Thursday, June 30, 2016

Truly Madly Guilty by Liane Moriarty

★★★ 1/2
"You could jump so much higher when you have somewhere safe to fall."

I couldn't wait to read this new book by Liane Moriarty - it didn't end up being anywhere nearly as good as her other two novels I read (Little Big Lies and the Husband's Secret), but I enjoyed it none the less.  A complex story of friendship, parenthood, relationships, and everything in between and what can happen when tragedy strikes.  I thought it took way too long to find out the tragic event that had happened, but the little girls provided a lot of entertainment and I enjoyed reading about all of the interwoven relationships between the characters.

Thursday, June 23, 2016

The Hurricane Sisters

★★ 1/2
"We were an imperfect family.  I knew that.  But at last we were on each other's side, dug in with a new and more profound commitment.  Our happiness was hard won, it was ours and I was determined to keep us whole."

This was the first book that I have read by Dorothea Benton Frank.  It was a decent, light read, but it didn't really go anywhere.  The characters all seemed sort of a like and I couldn't force myself to really like any of them.  I guess this book was exactly what I was expecting - a good beach read - but not much else.

Saturday, June 18, 2016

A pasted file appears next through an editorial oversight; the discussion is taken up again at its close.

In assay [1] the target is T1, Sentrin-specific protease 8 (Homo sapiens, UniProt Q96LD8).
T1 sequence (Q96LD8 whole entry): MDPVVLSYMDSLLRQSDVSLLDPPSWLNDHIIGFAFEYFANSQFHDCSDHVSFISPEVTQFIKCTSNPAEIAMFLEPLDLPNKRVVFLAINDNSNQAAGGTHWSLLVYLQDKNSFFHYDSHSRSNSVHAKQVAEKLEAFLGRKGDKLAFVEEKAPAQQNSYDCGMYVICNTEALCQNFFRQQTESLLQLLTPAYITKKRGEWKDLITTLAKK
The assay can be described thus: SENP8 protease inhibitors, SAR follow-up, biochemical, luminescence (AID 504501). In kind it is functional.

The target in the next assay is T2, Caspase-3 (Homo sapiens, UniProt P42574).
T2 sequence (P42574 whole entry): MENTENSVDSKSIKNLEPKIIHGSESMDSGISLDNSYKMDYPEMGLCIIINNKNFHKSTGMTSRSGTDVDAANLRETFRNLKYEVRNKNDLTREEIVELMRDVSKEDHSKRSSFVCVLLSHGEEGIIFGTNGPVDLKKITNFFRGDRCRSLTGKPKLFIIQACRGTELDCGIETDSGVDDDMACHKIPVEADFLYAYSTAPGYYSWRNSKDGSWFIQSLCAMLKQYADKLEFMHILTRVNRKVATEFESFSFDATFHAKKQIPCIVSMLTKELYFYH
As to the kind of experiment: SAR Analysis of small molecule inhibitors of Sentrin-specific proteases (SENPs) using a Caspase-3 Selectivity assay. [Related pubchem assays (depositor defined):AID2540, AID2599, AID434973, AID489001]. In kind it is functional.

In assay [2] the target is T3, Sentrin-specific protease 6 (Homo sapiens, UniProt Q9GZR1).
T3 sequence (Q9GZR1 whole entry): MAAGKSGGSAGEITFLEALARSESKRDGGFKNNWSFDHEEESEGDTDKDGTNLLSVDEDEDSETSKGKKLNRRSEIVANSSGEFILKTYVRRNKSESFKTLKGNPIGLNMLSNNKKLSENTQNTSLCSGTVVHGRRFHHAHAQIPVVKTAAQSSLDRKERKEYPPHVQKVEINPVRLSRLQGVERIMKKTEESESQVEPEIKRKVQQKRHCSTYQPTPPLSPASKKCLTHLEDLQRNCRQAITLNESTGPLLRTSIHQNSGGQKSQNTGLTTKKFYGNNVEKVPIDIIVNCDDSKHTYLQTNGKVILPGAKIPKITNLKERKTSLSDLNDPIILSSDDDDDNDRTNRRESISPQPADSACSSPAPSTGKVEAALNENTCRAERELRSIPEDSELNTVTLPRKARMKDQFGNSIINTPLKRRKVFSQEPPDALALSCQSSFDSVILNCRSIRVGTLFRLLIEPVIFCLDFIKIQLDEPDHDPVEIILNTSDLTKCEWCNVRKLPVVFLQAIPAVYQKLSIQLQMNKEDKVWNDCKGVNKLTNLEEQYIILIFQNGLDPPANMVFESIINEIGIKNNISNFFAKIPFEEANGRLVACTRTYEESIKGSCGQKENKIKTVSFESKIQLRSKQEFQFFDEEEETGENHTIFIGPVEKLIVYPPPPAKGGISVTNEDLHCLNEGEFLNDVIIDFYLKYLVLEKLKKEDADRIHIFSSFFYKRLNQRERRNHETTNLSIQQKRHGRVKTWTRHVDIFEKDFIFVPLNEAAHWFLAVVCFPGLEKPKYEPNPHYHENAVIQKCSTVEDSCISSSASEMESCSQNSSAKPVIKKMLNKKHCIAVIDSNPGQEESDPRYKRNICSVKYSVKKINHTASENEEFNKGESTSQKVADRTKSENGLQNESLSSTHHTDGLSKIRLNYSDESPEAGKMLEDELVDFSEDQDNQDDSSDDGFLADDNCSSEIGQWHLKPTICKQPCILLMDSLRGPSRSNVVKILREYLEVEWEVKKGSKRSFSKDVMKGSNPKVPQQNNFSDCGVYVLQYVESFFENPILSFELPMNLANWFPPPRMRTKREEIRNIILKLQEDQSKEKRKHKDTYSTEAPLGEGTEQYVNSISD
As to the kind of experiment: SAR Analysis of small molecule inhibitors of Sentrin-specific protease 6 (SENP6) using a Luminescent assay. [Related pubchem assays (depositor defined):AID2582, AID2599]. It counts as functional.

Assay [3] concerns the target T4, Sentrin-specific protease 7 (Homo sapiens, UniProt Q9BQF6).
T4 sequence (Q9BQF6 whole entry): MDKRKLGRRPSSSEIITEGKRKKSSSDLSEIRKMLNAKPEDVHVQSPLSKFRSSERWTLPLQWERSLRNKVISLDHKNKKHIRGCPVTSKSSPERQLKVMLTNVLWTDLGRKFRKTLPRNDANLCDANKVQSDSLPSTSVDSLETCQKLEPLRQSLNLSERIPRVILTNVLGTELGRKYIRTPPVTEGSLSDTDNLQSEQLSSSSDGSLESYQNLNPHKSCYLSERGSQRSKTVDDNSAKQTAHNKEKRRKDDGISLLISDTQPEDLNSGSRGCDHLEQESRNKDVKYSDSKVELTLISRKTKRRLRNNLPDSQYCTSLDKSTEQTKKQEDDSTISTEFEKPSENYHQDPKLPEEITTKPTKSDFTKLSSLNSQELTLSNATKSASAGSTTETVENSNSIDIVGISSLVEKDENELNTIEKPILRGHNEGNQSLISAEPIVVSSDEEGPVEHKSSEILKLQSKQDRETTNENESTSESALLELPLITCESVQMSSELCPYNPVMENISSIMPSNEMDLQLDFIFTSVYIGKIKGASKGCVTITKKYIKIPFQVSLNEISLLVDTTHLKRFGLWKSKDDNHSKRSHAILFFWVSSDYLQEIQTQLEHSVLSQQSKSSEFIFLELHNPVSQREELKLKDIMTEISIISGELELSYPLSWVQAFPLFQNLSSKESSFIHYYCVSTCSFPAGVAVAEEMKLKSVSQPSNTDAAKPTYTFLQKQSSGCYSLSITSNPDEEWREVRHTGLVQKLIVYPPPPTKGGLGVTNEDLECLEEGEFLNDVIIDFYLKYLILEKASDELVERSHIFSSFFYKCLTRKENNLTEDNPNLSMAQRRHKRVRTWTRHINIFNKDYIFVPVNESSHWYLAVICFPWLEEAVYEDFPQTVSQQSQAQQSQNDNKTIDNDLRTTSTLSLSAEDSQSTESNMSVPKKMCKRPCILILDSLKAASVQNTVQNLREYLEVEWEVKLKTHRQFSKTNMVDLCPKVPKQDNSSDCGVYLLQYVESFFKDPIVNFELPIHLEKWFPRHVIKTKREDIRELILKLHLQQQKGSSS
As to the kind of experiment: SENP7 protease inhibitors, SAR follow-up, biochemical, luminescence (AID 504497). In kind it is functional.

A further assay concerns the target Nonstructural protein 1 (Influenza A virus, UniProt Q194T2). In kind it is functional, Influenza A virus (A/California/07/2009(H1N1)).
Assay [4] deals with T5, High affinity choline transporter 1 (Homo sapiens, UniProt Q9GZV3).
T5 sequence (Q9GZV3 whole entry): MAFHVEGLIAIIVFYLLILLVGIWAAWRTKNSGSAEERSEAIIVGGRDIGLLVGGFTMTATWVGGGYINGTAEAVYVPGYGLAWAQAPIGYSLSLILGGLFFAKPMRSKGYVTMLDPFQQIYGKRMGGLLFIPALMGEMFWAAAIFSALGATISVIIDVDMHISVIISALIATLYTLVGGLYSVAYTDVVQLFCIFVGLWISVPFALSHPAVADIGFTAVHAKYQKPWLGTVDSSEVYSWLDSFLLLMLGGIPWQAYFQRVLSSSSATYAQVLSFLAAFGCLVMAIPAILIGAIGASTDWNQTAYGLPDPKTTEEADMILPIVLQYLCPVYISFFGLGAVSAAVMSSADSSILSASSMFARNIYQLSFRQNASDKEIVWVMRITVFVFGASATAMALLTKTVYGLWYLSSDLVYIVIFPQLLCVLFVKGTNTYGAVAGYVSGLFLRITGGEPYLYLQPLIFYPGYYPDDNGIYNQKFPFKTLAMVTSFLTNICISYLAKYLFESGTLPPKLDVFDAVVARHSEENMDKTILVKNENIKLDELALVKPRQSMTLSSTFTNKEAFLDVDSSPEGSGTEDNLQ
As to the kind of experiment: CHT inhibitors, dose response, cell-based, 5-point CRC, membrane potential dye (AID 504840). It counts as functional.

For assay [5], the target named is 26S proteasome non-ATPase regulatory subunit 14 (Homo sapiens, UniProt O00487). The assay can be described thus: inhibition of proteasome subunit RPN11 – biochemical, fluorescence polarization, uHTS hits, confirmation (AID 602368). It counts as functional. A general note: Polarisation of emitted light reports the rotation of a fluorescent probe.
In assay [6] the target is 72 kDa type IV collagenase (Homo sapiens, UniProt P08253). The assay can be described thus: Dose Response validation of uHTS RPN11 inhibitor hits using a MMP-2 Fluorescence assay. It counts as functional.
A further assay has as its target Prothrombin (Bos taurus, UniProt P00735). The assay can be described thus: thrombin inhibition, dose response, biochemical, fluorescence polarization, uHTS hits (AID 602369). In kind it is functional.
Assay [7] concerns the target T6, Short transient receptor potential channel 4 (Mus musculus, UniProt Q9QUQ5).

The Girls by Emma Cline

★★★★ 1/2
"Poor girls.  The world fattens them on the promise of love.  How badly they need it, and how little most of them will ever get.  The treacled pop songs, the dresses described in the catalogs with words like 'sunset' and 'Paris.'  Then the dreams are taken away with such violent force; the hand wrenching the buttons of the jeans, nobody looking at the man shouting at this girlfriend on the bus."

It seems like I have been waiting forever to read this book!!! The writer's portrayal of fourteen-year-old Evie is precise and the insight into her young mind is beyond solid and one of the most realistic I have read in a very long time.  The language was beautiful and horrifying and gut-wrenchingly real.  I felt like I was in Evie's head the entire time and the general feeling of the book kept bringing me back to my teenage years.  The novel could have easily been classified as Young Adult if it wasn't for the very mature subject matter.  And that bring me to Evie's ultimate involvement in unspeakable crimes that I couldn't stop thinking about from the very first page.  She seemed so young to be caught up in a world completely unknown and foreign to her.  There was a part of me that didn't want to keep reading, but I couldn't put the book down.  A brilliant work of fiction by an amazing new author.

Friday, June 17, 2016

The House Girl by Tara Conklin (audio)

"Over the years she had learned to fold down rising emotion just as she would fold the clean bedsheets, the sheet growing smaller and tighter with each pass until all that remained of the wide wrinkled expanse of cotton was a heard closed-in square."

This debut historical-fiction novel by Tara Conklin intertwines two stories.  Seventeen-year-old Josephine Bell is a slave on a failing tobacco farm in Virginia in 1852 and Lina Sparrow is a young lawyer in New York in 2004.  The two women are connected with Lina becomes involved in a class action lawsuit against slavery and beings to research Lina and her descendents.  It also comes to fact that Lina might have been a famous painter and that her art was passed off as having been created by her owner.